Keratosis pilaris is a common skin condition that causes rough patches and small, acne-like bumps, usually on the outer arms, and less commonly on the shoulders, thighs, cheeks and buttocks. Keratosis pilaris bumps are either white or red, and don’t hurt or itch. Keratosis pilaris can be frustrating because it’s difficult to treat. However, keratosis pilaris isn’t serious and usually reduces as we age. In the meantime, various creams and self-care measures can improve the appearance of keratosis pilaris.
Keratosis pilaris can occur at any age, although it’s particularly common in children and becomes most noticeable around puberty. Signs and symptoms include:
- Small white or red bumps, typically on the upper outer arms, legs, shoulders, buttocks or cheeks
- Dry, rough and occasionally itchy skin in the areas with bumps
- Worsening in winter, when humidity is low and skin tends to be drier
- Keratosis pilaris may be limited to individual, sandpaper-like bumps resembling goose flesh. In some cases, the bumps may become inflamed and cause scarring, especially on the face.
Keratosis pilaris results from the build-up of keratin — a hard protein that protects your skin from harmful substances and infection. The keratin forms a scaly plug that blocks the opening of the hair follicle. Usually many plugs form, causing patches of rough, bumpy skin, often referred to as “chicken skin”.
Why keratin builds up is unknown. It may occur in families for genetic reasons or commonly in the presence of other skin conditions, such atopic dermatitis (genetic eczema). Keratosis pilaris also occurs in otherwise healthy people. Dry skin tends to worsen this condition.
Among the ways to treat keratosis pilaris, the most effective are:
Medicated creams containing alpha-hydroxy acid, lactic acid, salicylic acid or urea moisturize and soften dry skin while helping to loosen and remove dead skin cells. Depending on their strength, certain creams are available over-the-counter and others require a prescription. Your skin specialist can advise you on the best option for your skin. We like to recommend Alyria Resurfacing Body Cream, with 15% glycolic acid, but also contains hydrating moisturizers to exfoliate and soften the skin at the same time.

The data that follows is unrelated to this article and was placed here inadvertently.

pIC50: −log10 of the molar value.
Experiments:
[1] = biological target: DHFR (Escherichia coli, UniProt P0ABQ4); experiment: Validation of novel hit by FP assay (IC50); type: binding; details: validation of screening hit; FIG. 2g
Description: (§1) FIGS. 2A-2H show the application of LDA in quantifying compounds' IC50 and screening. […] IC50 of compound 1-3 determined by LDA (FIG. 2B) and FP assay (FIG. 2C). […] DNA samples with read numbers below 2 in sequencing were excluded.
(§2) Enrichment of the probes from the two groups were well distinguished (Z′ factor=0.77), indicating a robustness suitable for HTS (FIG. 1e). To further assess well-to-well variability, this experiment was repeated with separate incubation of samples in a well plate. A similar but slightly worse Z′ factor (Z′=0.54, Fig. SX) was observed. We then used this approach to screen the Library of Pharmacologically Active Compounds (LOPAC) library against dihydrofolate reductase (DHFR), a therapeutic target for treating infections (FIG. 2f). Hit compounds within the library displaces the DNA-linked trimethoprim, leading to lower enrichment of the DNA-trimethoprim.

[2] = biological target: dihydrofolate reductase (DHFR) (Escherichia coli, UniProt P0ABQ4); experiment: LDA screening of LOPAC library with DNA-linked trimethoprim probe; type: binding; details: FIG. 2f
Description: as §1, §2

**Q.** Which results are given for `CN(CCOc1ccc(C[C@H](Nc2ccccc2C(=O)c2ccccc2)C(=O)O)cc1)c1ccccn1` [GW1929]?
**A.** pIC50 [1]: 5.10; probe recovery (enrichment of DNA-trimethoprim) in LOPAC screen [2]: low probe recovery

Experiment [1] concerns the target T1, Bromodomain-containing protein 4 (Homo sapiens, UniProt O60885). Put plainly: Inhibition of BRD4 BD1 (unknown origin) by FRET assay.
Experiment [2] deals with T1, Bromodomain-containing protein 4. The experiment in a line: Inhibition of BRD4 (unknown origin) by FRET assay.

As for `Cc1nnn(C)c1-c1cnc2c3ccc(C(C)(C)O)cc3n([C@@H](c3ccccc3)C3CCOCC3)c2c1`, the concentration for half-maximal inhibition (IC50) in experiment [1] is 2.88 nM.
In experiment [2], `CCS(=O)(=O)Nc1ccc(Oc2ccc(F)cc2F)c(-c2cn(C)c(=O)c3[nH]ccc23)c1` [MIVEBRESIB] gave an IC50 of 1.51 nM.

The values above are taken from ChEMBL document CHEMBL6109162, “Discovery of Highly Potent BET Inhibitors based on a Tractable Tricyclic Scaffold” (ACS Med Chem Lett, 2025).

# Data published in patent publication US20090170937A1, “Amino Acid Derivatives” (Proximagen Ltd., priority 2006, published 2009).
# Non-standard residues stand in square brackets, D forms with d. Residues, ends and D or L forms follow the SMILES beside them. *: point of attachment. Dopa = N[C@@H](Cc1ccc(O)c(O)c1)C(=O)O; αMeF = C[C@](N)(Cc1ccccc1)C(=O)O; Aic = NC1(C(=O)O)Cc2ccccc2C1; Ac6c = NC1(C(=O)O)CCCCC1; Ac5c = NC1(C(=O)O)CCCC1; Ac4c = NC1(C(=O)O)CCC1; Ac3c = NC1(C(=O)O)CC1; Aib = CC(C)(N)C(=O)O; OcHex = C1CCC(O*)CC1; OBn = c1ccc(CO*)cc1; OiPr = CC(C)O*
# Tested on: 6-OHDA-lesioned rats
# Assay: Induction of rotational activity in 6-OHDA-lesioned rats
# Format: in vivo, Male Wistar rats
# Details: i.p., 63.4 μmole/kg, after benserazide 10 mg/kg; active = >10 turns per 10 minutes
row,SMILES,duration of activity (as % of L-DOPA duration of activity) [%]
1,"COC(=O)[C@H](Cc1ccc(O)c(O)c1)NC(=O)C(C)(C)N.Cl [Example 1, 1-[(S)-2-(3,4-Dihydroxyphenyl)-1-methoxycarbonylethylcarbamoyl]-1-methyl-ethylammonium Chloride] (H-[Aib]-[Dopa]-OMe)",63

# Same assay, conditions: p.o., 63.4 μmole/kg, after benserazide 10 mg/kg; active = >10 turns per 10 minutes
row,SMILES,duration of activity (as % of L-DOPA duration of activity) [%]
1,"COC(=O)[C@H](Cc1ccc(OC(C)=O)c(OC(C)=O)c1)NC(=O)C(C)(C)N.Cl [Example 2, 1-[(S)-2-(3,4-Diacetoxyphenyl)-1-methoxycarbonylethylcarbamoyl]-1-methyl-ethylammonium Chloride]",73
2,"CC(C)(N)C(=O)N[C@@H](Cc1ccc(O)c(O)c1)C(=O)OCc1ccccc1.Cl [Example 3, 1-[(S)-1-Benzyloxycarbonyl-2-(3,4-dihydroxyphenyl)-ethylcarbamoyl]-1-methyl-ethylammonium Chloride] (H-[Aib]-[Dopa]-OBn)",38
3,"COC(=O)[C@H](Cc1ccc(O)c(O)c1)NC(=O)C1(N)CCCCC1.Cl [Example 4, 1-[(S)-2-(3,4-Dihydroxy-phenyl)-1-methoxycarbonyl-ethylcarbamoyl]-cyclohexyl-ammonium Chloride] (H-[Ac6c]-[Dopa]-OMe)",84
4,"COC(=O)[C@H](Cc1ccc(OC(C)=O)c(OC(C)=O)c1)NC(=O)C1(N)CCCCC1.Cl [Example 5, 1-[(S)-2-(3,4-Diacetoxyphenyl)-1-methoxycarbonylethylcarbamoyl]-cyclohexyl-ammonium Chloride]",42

Derived from vitamin A, retinoids work by promoting cell turnover and preventing the plugging of the hair follicle. Retinoids may be an effective treatment, but they can cause bothersome skin irritations, such as dryness, redness and peeling. Tretinoin (e.g. Retin-A) and tazarotene (Tazorac) are examples of topical retinoids by prescription. ZO Skin Health has a body cream with 0.05% pure, stable retinol that again, hydrates as it exfoliates and is less irritating than the prescription retinoids.
Certain types of keratosis pilaris involving severe redness and inflammation have been successfully treated with laser therapy. Laser treatment involves passing intense bursts of light into targeted areas of skin. This type of treatment may require repeat sessions over the course of a few months, depending on your response. The Profractional laser is able to break up the skin in the affected areas, thus eliminating the plugs; maintenance treatments with laser may be required.
Using a medication regularly may improve the appearance of your skin. But if you stop, the condition returns. And even with medical treatment, keratosis pilaris tends to persist for years. Fortunately people slowly outgrow this annoying skin condition, but it is good to know that there is treatment for its appearance in the meantime.
~ Sheri Roselle, Medical Esthetician at Toronto Dermatology Centre